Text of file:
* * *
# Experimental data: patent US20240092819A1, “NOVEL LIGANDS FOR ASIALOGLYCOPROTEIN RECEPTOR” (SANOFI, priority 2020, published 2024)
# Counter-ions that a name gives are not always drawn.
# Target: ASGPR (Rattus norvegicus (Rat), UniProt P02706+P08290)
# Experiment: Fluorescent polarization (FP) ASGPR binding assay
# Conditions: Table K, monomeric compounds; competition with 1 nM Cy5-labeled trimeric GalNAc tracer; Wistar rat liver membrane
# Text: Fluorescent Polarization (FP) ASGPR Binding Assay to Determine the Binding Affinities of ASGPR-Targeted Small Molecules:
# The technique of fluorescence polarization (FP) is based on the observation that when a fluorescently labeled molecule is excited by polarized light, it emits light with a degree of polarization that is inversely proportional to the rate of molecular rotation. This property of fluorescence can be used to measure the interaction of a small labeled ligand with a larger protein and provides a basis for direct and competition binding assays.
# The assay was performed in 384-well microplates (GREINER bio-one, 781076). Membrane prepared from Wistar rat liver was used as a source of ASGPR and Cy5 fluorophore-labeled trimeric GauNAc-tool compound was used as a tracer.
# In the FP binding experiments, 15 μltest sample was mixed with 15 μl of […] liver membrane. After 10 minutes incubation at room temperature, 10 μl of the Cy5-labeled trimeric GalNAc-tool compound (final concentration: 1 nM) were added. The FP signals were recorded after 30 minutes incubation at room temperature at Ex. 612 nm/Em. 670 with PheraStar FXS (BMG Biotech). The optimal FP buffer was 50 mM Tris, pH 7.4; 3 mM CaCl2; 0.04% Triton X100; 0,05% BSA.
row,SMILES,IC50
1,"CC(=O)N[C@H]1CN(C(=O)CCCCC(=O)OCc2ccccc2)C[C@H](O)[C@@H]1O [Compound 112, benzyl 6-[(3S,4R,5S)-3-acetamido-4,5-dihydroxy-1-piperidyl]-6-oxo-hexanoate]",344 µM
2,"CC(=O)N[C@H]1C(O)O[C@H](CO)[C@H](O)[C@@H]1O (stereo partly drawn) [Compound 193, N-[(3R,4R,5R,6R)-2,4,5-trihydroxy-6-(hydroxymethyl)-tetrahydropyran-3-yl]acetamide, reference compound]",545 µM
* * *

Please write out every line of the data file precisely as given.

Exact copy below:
# Experimental data: patent US20240092819A1, “NOVEL LIGANDS FOR ASIALOGLYCOPROTEIN RECEPTOR” (SANOFI, priority 2020, published 2024)
# Counter-ions that a name gives are not always drawn.
# Target: ASGPR (Rattus norvegicus (Rat), UniProt P02706+P08290)
# Experiment: Fluorescent polarization (FP) ASGPR binding assay
# Conditions: Table K, monomeric compounds; competition with 1 nM Cy5-labeled trimeric GalNAc tracer; Wistar rat liver membrane
# Text: Fluorescent Polarization (FP) ASGPR Binding Assay to Determine the Binding Affinities of ASGPR-Targeted Small Molecules:
# The technique of fluorescence polarization (FP) is based on the observation that when a fluorescently labeled molecule is excited by polarized light, it emits light with a degree of polarization that is inversely proportional to the rate of molecular rotation. This property of fluorescence can be used to measure the interaction of a small labeled ligand with a larger protein and provides a basis for direct and competition binding assays.
# The assay was performed in 384-well microplates (GREINER bio-one, 781076). Membrane prepared from Wistar rat liver was used as a source of ASGPR and Cy5 fluorophore-labeled trimeric GauNAc-tool compound was used as a tracer.
# In the FP binding experiments, 15 μltest sample was mixed with 15 μl of […] liver membrane. After 10 minutes incubation at room temperature, 10 μl of the Cy5-labeled trimeric GalNAc-tool compound (final concentration: 1 nM) were added. The FP signals were recorded after 30 minutes incubation at room temperature at Ex. 612 nm/Em. 670 with PheraStar FXS (BMG Biotech). The optimal FP buffer was 50 mM Tris, pH 7.4; 3 mM CaCl2; 0.04% Triton X100; 0,05% BSA.
row,SMILES,IC50
1,"CC(=O)N[C@H]1CN(C(=O)CCCCC(=O)OCc2ccccc2)C[C@H](O)[C@@H]1O [Compound 112, benzyl 6-[(3S,4R,5S)-3-acetamido-4,5-dihydroxy-1-piperidyl]-6-oxo-hexanoate]",344 µM
2,"CC(=O)N[C@H]1C(O)O[C@H](CO)[C@H](O)[C@@H]1O (stereo partly drawn) [Compound 193, N-[(3R,4R,5R,6R)-2,4,5-trihydroxy-6-(hydroxymethyl)-tetrahydropyran-3-yl]acetamide, reference compound]",545 µM